Italy's northern powerhouse offers a pleasing blend of history and modernity, writes Sarah Bonfield
While much of Italy's charm is rooted in its history and rustic ambience, Milan – Italy’s second city with a population
of 3.3 million – is just the opposite. A northern powerhouse in fashion, finance and football, this city is more comparable to London and Paris, but with the Italian flair.
This is apparent before we arrive at our hotel and take comfort in the Mandarin Oriental’s refreshing air-conditioned lobby. Just steps from La Scala, the hotel spans four elegant 18th-century buildings to combine a chic Milanese design with subtle Eastern details.
Our room is not ready, so we are upgraded. Grinning, we wait in the serene Bar & Bistrot courtyard, where locals and tourists take refuge from the active streets for a Milanese aperitivo. The tradition is a great excuse for a pre-dinner drink.
Early evening in Milan is therefore the best time of day – we make haste. The Brera and Navigli districts host an array of bars and restaurants filled with people enjoying cocktails and snacking on Italian delicacies – olives, mini-pizzas, meats and cheeses. Brera is sophisticated – it’s often compared to the streets of Montmartre. With cobbled streets and narrow alleyways, romance and art ooze as you roam every charming corner. We stop in a secluded bar for an Aperol spritz and wonder why the aperitivo isn’t a tradition in London.
A drink and a ten-minute walk later, it becomes apparent that Navigli is very different. Dating back to 1179, it has five canals that were constructed to connect Milan to the nearby lakes. When Leonardo da Vinci came to the city to work on The Last Supper, he also helped design the canal locks for the Vaviglio di San Marco basin. Lining these canals are trendy, young Milanese workers who party long into the night – something we join in with, and regret the next morning.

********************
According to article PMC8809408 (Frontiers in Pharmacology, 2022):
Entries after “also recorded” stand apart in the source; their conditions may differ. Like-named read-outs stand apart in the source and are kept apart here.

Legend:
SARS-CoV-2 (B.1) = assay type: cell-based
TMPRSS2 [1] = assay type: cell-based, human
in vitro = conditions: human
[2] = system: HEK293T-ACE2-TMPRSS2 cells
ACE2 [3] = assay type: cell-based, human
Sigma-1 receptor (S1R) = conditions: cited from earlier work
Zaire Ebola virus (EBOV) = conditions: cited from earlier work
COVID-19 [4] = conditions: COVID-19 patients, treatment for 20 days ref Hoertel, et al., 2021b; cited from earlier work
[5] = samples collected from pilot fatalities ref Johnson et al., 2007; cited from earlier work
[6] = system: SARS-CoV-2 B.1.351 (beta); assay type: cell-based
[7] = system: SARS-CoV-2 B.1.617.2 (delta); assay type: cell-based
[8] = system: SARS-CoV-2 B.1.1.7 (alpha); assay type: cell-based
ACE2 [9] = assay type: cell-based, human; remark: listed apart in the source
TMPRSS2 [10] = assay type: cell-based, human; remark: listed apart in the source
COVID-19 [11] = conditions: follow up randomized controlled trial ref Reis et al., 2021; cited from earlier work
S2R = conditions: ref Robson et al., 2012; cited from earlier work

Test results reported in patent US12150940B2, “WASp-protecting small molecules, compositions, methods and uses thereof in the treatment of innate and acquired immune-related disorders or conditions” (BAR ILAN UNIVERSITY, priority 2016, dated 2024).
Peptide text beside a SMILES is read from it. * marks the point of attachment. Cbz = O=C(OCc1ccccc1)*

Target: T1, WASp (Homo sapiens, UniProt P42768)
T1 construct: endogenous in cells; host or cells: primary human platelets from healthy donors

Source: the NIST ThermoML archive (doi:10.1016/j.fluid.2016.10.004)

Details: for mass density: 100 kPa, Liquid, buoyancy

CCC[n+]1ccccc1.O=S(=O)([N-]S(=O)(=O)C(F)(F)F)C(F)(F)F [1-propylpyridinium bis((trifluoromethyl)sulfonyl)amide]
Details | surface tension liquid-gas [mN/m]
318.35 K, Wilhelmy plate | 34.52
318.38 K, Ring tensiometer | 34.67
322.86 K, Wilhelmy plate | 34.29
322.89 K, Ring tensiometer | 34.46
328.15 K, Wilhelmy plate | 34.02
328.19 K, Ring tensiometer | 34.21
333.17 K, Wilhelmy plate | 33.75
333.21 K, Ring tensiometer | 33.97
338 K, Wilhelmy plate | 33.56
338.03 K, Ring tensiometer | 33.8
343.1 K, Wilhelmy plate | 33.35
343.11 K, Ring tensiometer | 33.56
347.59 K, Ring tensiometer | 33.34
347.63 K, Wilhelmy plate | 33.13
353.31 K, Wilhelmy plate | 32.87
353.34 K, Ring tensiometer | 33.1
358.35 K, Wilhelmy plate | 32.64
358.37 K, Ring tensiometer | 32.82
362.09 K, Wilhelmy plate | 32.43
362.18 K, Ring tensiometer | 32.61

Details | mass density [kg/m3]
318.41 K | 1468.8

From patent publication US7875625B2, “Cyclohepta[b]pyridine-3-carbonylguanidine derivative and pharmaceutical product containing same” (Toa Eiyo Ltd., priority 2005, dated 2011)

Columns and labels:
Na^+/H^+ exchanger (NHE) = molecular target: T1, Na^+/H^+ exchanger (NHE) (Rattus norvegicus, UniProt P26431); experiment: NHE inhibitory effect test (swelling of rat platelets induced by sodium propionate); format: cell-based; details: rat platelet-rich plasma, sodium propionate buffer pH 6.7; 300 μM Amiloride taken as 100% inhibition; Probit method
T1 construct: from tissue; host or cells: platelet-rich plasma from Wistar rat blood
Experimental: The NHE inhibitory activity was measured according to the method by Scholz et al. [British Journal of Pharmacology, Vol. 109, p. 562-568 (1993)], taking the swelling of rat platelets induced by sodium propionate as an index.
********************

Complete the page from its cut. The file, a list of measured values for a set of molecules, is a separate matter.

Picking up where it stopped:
Now, you simply cannot visit this fashion metropolis without indulging in a shopping spree. Connecting the Duomo and the Teatro alla Scala, Galleria Vittorio Emanuele II, built in 1865, is Italy’s oldest shopping arcade, covered by an impressive arching glass and cast iron roof. Down the road is Via Montenapoleone – the city’s luxury shopping mecca and reputed to be Europe’s most expensive shopping street. Prada, Gucci, Louis Vuitton and Dolce & Gabbana… as you would expect, it’s all here.
Also not to be missed is the climb to the 70m-high terrace of the breathtaking Duomo di Milano. With its pinnacles, spires, statues and gargoyles, the remarkable sight from below is even more mind-blowing up close. On a clear day, beyond the urban lands of Milan, you can see the Alps glinting in the distance.
For a break from all the walking; the sophisticated Armani Hotel, in the heart of fashion district Quadrilatero della Moda, is the perfect spot for dinner. Michelin-stared and seven floors high, it looks out over the city, offering a panoramic view of the Duomo – perfect for the setting sun. It showcases contemporary Italian cuisine with an international twist – do have the slow-cooked lamb served with creamy Garfagnana spelt, carrot and ginger. The creamy risotto with saffron pistils is good too.
Milan’s contrast of history and modernity is infectious and calls for sensible shoes to explore all. Unfortunately, my friend didn’t get the memo, and with feet torn to shreds and sunburned shoulders we ended our weekend at the hotel’s spa with a rejuvenating full body massage and a nap by the fragrant pool. In a city filled with luxury, it would be rude not to.
Sarah Bonfield is editorial manager at Spear's